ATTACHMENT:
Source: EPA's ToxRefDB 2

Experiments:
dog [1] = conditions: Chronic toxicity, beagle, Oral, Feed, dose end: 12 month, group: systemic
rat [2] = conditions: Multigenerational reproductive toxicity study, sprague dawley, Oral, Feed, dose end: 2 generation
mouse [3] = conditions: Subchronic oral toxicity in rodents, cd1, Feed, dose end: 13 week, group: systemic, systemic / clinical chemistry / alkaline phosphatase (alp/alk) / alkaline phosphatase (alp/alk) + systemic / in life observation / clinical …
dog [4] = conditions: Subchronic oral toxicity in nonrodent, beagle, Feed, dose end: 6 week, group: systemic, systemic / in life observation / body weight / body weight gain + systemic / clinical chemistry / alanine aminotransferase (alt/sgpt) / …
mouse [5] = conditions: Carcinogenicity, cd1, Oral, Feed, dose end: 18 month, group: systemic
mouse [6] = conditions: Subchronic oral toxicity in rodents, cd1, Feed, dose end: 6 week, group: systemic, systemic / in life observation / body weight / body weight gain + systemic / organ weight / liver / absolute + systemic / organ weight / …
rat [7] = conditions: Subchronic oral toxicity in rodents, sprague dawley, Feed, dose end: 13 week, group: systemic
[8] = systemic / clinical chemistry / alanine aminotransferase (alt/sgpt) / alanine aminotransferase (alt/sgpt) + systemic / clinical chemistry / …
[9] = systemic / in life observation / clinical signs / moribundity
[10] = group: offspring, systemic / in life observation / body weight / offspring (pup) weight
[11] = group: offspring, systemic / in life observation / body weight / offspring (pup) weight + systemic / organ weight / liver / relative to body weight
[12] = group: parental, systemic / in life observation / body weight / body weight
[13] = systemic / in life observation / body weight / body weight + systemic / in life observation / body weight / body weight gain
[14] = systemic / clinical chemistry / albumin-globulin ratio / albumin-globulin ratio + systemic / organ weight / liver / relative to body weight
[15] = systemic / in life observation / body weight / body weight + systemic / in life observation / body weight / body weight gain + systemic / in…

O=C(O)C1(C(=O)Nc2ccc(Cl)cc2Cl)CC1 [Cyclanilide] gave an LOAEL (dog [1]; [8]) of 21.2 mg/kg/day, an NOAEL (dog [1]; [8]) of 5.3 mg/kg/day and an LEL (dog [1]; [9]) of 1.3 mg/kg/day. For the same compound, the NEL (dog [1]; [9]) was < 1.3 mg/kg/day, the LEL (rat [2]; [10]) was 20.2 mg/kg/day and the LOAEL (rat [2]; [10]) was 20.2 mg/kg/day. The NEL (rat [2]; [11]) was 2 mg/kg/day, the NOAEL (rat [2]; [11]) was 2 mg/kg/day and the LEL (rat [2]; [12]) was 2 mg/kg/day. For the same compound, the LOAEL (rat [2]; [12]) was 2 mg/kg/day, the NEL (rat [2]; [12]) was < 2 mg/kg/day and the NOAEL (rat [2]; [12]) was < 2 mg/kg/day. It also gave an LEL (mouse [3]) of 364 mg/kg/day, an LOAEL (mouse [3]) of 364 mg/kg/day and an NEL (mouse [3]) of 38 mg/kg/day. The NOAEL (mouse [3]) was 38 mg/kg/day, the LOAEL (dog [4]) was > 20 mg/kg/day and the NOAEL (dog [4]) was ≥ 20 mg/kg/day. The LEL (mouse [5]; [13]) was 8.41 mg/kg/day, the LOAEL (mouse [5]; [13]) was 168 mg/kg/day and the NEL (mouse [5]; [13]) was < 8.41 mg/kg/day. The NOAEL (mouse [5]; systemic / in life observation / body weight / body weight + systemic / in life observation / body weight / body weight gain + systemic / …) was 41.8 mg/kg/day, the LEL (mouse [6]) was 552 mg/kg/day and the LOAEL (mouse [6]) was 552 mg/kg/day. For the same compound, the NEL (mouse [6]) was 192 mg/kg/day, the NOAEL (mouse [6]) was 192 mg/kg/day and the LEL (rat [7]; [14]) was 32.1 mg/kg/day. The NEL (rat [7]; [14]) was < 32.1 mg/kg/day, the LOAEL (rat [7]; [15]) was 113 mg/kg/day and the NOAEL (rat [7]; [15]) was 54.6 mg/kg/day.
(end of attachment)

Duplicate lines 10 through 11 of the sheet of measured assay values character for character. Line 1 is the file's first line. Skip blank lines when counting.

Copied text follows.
[8] = systemic / clinical chemistry / alanine aminotransferase (alt/sgpt) / alanine aminotransferase (alt/sgpt) + systemic / clinical chemistry / …
[9] = systemic / in life observation / clinical signs / moribundity